David, hopefully some of our blood-test-savvy types will stop by with their thoughts as well. In the meantime, the following should provide you with some food for thought and a point from which you can kick off your own research, as I know that happens to be one of your strengths.
Urine pH. pH for urine and saliva is often tested by those who are concerned with their body’s acid-base load. 6.3 to 6.9 is a good range for nonvegetarians and lactovegetarians. If you find you’re too acidic, you can alter your pH (i.e., make it more alkaline) by increasing your intake of fruits and veggies. Protein, grains and dairy are all acid-forming foods, so you need those alkalinizing veggies to reduce acidity.
But back to your numbers, the more effective urine test is a 24-hour urine sample, where you collect all the urine you produce for 24 hours. Shake the total collection a few times and dip in some pH paper and read it. The least expensive and most accurate pH paper is pHydrion paper by Micro Essential Laboratory, Inc., in Brooklyn NY. Get the paper that has a range from 5.5 to 8.0.
Docs, even the alternatively minded ones and those who are extremely savvy in the area of hormone production and balance don’t seem to get too excited by low cholesterol numbers. Mine used to run 170. Once I started eating like a BB and working out, it dropped to 110. It would have to be below 100 before they started looking at you funny and worrying about you. What the docs do seem to worry about is the ratio of LDL to HDL. You get the ratio by dividing your LDL number by your HDL number. Yours is 2.97. Low risk measures usually between 3.3 to 4.4. Average risk falls between 4.4 and 7.1, moderate risk is between 7.1 and 11.0, and high risk is 11.0 and up. In your case, I’m not sure I would worry about your cholesterol. What I don’t get from the numbers above, though, is that Total Cholesterol = HDL + LDL+ VLDL. The numbers above don’t add up to 159. To increase you numbers a bit, try limiting Omega 3 intake to 1T per day, no more than that. Omega 3 intake reduces total cholesterol numbers (HDL and LDL, both). Continue to supplement with monounsaturated fat. And don’t hesitate to enjoy those food sources high(er) in saturated fat.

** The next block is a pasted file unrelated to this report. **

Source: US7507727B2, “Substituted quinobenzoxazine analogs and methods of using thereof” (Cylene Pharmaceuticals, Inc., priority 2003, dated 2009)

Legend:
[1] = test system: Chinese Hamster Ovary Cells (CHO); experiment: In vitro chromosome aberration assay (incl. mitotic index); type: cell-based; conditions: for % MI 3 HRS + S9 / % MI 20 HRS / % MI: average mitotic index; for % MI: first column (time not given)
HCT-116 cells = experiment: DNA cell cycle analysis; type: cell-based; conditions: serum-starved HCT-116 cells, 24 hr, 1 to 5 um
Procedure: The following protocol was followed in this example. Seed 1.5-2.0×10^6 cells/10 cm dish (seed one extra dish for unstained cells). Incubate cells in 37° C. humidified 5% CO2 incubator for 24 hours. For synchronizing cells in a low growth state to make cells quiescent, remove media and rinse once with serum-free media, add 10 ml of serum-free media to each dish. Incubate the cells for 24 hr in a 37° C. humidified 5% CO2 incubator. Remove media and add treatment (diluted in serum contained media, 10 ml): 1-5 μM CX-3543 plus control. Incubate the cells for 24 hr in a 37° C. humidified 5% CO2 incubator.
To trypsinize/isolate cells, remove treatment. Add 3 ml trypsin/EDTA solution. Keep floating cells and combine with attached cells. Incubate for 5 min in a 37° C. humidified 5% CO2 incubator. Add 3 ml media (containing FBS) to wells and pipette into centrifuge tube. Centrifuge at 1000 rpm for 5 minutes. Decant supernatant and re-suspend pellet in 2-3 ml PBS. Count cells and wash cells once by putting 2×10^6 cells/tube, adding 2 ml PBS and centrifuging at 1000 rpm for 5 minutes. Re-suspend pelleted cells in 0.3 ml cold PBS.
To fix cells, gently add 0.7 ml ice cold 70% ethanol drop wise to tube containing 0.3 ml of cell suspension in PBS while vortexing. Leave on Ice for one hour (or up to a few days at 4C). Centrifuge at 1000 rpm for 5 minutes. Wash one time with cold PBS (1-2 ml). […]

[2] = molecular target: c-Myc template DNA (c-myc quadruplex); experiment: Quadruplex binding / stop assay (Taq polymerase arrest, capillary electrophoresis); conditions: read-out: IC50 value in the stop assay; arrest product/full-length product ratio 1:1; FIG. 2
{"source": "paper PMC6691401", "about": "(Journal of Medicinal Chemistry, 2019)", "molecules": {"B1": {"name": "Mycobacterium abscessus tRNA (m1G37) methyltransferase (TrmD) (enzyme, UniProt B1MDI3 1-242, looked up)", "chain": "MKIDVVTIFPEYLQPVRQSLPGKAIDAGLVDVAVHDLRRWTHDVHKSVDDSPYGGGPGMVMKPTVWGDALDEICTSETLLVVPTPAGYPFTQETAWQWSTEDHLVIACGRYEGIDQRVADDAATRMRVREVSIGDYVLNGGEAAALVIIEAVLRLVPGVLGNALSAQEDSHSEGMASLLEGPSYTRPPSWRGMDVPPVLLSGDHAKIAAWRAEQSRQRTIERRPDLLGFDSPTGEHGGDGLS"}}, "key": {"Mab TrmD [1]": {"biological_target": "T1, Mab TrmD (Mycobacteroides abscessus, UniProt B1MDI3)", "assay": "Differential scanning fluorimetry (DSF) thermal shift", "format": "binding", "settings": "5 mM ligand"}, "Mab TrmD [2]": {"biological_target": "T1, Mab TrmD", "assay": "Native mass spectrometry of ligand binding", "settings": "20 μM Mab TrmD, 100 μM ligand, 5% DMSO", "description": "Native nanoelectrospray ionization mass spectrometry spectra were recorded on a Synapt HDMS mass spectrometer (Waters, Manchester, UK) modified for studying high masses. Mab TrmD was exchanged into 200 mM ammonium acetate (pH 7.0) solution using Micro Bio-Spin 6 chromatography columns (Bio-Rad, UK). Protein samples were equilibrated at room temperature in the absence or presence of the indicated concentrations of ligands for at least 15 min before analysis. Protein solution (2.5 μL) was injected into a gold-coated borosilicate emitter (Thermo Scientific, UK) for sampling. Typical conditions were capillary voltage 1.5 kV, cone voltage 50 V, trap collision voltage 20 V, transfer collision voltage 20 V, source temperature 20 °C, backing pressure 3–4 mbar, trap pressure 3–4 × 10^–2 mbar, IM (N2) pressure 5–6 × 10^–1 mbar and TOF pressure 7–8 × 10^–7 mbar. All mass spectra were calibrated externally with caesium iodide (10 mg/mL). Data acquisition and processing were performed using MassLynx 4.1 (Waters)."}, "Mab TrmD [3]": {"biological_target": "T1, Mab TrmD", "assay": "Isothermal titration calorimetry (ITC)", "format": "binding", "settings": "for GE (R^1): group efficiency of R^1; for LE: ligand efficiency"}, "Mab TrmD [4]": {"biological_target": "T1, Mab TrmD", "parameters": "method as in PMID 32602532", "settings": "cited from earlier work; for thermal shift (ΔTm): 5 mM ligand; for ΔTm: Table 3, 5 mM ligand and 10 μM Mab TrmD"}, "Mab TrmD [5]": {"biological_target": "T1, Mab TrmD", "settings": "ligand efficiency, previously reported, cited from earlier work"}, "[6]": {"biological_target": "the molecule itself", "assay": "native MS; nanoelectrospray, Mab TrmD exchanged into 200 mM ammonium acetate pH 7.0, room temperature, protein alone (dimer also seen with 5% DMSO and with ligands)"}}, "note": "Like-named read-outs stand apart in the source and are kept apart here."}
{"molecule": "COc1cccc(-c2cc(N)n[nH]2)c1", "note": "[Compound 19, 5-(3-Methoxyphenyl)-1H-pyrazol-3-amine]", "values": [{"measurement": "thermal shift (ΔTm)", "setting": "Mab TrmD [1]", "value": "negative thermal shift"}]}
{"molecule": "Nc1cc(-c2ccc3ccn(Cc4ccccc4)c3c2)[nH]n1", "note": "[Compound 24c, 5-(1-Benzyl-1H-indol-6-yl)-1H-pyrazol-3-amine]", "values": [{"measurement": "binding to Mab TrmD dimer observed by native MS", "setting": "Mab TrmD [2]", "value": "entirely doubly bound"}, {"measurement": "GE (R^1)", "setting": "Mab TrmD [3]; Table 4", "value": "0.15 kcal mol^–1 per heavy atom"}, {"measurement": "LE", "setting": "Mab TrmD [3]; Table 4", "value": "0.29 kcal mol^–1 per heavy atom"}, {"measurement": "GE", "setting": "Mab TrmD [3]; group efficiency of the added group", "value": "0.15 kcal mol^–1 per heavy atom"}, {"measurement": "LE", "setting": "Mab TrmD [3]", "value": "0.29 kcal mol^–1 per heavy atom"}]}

Because of your higher-than-normal fasting glucose number, I would be inclined to look at glucose disposal agents taken in conjunction with your starchy-carb meals. And even then, I would recommend that you limit starchy carbs to PWO only as that is the time physiologically that your body can take advantage of non-insulin mediated glucose uptake. You should be eating predominantly green veggies, except for PWO. Glucose disposal agents might include r-ALA (better than ALA), vanadyl-sulfate and chromium. Do you take a multivitamin? If you dont, start now! It’s possible you’re deficient in vanadium and/or chromium, both trace minerals required by the body for normal function, specifically glucose metabolism.
Extremely low triglycerides levels (less than 10 mg/dL) can indicate a problem. Low levels may indicate malnutrition (not enough nutrients in the diet), malabsorption (inadequate absorption of nutrients in the intestinal tract), a diet too low in fat, or an overactive thyroid problem. If you’re into experimenting a bit, I would recommend a good digestive enzyme with all meals and a good probiotic to repopulate/support the good bacteria in the gut. I’ll make the assumption that you’re getting enough fat in your diet.
Okay, that’s the best I’ve got, David. If you have any questions, don’t hesitate to ask!